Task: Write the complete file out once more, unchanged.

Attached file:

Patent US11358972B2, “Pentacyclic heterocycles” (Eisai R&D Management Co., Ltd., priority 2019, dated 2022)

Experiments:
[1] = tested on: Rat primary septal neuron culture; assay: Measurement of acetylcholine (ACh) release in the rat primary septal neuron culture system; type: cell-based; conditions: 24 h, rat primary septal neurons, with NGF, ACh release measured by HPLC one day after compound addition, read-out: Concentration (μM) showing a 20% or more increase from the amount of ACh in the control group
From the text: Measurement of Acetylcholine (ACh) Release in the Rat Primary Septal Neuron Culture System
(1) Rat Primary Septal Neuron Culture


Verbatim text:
Patent US11358972B2, “Pentacyclic heterocycles” (Eisai R&D Management Co., Ltd., priority 2019, dated 2022)

Experiments:
[1] = tested on: Rat primary septal neuron culture; assay: Measurement of acetylcholine (ACh) release in the rat primary septal neuron culture system; type: cell-based; conditions: 24 h, rat primary septal neurons, with NGF, ACh release measured by HPLC one day after compound addition, read-out: Concentration (μM) showing a 20% or more increase from the amount of ACh in the control group
From the text: Measurement of Acetylcholine (ACh) Release in the Rat Primary Septal Neuron Culture System
(1) Rat Primary Septal Neuron Culture